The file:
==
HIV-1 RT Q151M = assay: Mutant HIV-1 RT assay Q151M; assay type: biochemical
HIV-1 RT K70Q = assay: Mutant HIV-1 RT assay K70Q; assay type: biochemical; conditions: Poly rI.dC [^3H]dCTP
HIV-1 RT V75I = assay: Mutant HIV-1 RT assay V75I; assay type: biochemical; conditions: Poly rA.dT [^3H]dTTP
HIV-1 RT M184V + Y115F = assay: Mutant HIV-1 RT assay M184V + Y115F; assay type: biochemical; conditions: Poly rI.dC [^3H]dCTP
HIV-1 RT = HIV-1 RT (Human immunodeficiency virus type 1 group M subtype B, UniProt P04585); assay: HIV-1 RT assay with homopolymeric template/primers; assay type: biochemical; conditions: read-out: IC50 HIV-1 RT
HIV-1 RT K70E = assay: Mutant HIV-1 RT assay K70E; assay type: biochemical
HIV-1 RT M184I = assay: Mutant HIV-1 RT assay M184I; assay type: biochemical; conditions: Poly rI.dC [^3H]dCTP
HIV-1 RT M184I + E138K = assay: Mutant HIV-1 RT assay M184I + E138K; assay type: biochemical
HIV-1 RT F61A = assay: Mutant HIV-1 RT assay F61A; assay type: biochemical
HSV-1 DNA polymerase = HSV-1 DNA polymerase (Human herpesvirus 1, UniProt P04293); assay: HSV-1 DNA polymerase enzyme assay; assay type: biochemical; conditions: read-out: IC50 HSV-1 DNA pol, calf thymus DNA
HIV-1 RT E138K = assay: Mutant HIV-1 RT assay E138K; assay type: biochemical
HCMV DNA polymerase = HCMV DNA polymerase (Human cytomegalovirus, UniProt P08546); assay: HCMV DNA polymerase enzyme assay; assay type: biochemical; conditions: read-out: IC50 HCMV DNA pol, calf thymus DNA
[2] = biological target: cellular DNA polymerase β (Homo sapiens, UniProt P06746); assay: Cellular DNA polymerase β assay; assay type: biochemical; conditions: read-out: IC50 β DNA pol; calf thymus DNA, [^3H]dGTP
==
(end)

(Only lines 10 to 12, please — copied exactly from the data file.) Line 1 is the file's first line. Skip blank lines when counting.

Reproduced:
HSV-1 DNA polymerase = HSV-1 DNA polymerase (Human herpesvirus 1, UniProt P04293); assay: HSV-1 DNA polymerase enzyme assay; assay type: biochemical; conditions: read-out: IC50 HSV-1 DNA pol, calf thymus DNA
HIV-1 RT E138K = assay: Mutant HIV-1 RT assay E138K; assay type: biochemical
HCMV DNA polymerase = HCMV DNA polymerase (Human cytomegalovirus, UniProt P08546); assay: HCMV DNA polymerase enzyme assay; assay type: biochemical; conditions: read-out: IC50 HCMV DNA pol, calf thymus DNA